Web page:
Dearly deluded, you are a delight.

Dearly deluded, you are a delight.

By Bikram Vohra

Published: Fri 11 May 2018, 12:00 AM

Last updated: Fri 11 May 2018, 2:00 AM

I don't mind delusions. I like them. In fact, I often delude myself into believing I am wealthy, super smart, extremely charming, have a great sense of humour and a few other things we won't go into right now. All too often, the position we hold or the wealth we have accessed leads us into an even deeper delusion about our role in the great scheme of things. We actually believe people get up all around the world in the morning to hear us crow. I have never ceased to be fascinated by how much wisdom is accrued in those who suddenly become rich or famous or win a lottery. From two digit IQs to flaming geniuses - in one fell swoop. Their opinion, however cockeyed, now is legitimate and has gravitas.
I am sitting in party solitude mode (which means I am there but not sure why, and I am mute witness to party prattle) and this person is telling us how he has to get to Mumbai by the morning flight; it is imperative because this high-profile businessman-cum-magnate-cum-household-word is having a funny-coloured wedding anniversary and how upset he will be if this guy does not fetch up for this 2,000-people celebration worth a king's ransom.
And being the kind of meanie that I am, when the hosts says, no, no, no, no IPL, cricket is boring, let's make meaningful talk instead, I am thinking nasty stuff like, really, you think this billionaire is waking up tomorrow and saying to his wife, darling, you think that dope is coming, if he doesn't I'll be so upset, maybe we will have to cancel the party, let me check if he caught the flight.
How do you tell this gentleman as he bites into a chicken tikka piece and elaborates how he and the big "billyanair" are like this (fingers crossed), that the odds greatly favour his not even being a blip on the hosts' radar and no one cares a whistle in the wind whether he comes or not.
Yet, we come across this stunning self sell so often, this desire to package oneself as supra-important when you truly are not.
That is when it gets funny. Like I love indispensable people. They make party solitude so much easier to bear. They also make for great laughter and never realise how absurd they sound. You hear people giving themselves away and you can keep count. Even as you read this, you can identify someone you know who behaves in this sort of fashion. Some sundry examples:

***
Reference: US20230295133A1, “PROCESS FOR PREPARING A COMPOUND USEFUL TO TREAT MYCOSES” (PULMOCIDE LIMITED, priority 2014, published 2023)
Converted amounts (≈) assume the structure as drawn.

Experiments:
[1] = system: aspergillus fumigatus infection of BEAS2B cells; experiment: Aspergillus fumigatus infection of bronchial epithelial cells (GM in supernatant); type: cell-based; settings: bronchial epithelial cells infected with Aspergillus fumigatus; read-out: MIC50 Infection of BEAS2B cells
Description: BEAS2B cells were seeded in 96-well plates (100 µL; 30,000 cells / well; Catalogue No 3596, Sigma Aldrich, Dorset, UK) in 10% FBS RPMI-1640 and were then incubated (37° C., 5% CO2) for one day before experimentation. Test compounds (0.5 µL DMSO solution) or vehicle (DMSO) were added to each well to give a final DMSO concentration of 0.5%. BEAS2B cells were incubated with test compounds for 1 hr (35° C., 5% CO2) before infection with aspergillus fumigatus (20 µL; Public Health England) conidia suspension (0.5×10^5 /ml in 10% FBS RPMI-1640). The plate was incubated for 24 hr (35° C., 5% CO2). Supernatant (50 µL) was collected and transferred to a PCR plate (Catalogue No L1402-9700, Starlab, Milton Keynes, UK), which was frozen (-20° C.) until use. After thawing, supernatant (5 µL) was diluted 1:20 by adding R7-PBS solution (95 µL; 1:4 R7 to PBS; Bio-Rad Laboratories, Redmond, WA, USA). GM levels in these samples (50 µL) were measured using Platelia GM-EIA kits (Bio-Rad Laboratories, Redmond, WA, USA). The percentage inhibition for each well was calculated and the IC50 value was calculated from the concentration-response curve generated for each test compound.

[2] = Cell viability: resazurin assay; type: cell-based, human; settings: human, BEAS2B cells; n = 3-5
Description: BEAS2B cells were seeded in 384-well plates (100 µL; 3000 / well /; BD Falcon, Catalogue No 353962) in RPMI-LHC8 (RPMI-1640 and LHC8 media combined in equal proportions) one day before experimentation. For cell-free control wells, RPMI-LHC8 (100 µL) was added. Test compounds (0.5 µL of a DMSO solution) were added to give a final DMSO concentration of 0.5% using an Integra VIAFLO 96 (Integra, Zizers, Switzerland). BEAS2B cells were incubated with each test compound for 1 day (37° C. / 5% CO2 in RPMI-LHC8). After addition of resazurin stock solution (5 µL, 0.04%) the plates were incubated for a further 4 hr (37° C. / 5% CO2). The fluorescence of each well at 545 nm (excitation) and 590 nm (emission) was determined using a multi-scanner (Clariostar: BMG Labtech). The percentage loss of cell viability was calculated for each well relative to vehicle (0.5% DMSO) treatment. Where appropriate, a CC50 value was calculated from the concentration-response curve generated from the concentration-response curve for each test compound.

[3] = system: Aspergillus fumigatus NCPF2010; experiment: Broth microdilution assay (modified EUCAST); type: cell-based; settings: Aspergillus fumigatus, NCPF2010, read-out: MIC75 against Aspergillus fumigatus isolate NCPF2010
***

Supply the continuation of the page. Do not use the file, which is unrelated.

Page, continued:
* I have to call on them in Portland, they'll be so upset if I don't fetch up (you probably will be ruining their weekend and they will be so teed off you are in their town, wanna bet on it).
* My boss depends on me, he values my opinion (how can anyone be so unutterably naïve, your boss does not give a spit in the wind about you, he is using you like a tissue).
* My friends are always asking for my advice, any problem and I get called (yeah, sure).
* As usual, I had to save the situation, they were stuck without me (probably created the crisis in the first place and had the solution ready). 
I recently met this person and he was talking about the 'architect' of the success graph in the company he works for and how he has suddenly been unfairly dumped by the board and the company will never be the same again, it is doomed, all downhill from now on.
And since I can't be silent, I say, you are kidding, right, you don't really mean it.
He says, of course, I do, the company can't pull through without him, he was the best, it will be a shell, no one can fit into his shoes.
No problem, I say, just throw his shoes away and get another pair.
I get no laughter. Instead, he says, you wouldn't understand, he was indispensable.
What do you say to people like this? I want to tell him the company will not only pull through, it will probably flourish and they will get rid of everything that reminds them of him and a few weeks down the road they won't even recall he had ever been there, let alone been the architect. He will enter the ranks of 'whatshisname', that fellow who was pretty okay but no big deal.
So far, I have dramatically failed to figure out what makes these people tick. How can anyone be so capable of such self-delusion?
Like I am fondly imagining hundreds of thousands of people all over the world reading me this Friday morning and saying, wow, what a guy. 
wknd@khaleejtimes.com
 




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